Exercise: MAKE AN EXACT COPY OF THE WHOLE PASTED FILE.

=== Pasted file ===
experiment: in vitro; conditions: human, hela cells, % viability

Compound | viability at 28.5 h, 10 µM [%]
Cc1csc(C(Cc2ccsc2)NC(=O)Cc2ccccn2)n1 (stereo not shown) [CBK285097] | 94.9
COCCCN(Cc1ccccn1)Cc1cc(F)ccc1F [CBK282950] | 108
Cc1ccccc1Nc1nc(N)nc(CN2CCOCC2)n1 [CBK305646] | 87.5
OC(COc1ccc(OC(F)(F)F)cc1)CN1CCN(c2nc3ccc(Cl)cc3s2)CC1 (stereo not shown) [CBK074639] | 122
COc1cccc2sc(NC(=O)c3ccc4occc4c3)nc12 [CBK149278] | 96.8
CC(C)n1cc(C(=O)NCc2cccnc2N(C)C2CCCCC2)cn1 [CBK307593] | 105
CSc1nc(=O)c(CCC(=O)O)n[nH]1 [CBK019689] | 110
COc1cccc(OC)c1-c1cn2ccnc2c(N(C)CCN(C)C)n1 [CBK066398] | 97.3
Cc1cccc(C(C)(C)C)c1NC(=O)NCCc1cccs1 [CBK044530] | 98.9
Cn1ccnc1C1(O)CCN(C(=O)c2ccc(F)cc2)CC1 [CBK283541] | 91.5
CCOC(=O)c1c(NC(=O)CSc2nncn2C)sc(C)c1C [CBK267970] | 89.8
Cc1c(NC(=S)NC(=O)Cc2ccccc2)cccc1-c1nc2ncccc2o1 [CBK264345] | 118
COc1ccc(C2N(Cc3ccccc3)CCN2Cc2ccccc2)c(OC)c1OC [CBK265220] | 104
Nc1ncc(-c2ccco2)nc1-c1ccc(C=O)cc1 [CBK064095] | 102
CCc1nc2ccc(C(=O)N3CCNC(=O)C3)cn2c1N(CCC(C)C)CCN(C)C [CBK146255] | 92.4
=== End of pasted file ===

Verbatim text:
experiment: in vitro; conditions: human, hela cells, % viability

Compound | viability at 28.5 h, 10 µM [%]
Cc1csc(C(Cc2ccsc2)NC(=O)Cc2ccccn2)n1 (stereo not shown) [CBK285097] | 94.9
COCCCN(Cc1ccccn1)Cc1cc(F)ccc1F [CBK282950] | 108
Cc1ccccc1Nc1nc(N)nc(CN2CCOCC2)n1 [CBK305646] | 87.5
OC(COc1ccc(OC(F)(F)F)cc1)CN1CCN(c2nc3ccc(Cl)cc3s2)CC1 (stereo not shown) [CBK074639] | 122
COc1cccc2sc(NC(=O)c3ccc4occc4c3)nc12 [CBK149278] | 96.8
CC(C)n1cc(C(=O)NCc2cccnc2N(C)C2CCCCC2)cn1 [CBK307593] | 105
CSc1nc(=O)c(CCC(=O)O)n[nH]1 [CBK019689] | 110
COc1cccc(OC)c1-c1cn2ccnc2c(N(C)CCN(C)C)n1 [CBK066398] | 97.3
Cc1cccc(C(C)(C)C)c1NC(=O)NCCc1cccs1 [CBK044530] | 98.9
Cn1ccnc1C1(O)CCN(C(=O)c2ccc(F)cc2)CC1 [CBK283541] | 91.5
CCOC(=O)c1c(NC(=O)CSc2nncn2C)sc(C)c1C [CBK267970] | 89.8
Cc1c(NC(=S)NC(=O)Cc2ccccc2)cccc1-c1nc2ncccc2o1 [CBK264345] | 118
COc1ccc(C2N(Cc3ccccc3)CCN2Cc2ccccc2)c(OC)c1OC [CBK265220] | 104
Nc1ncc(-c2ccco2)nc1-c1ccc(C=O)cc1 [CBK064095] | 102
CCc1nc2ccc(C(=O)N3CCNC(=O)C3)cn2c1N(CCC(C)C)CCN(C)C [CBK146255] | 92.4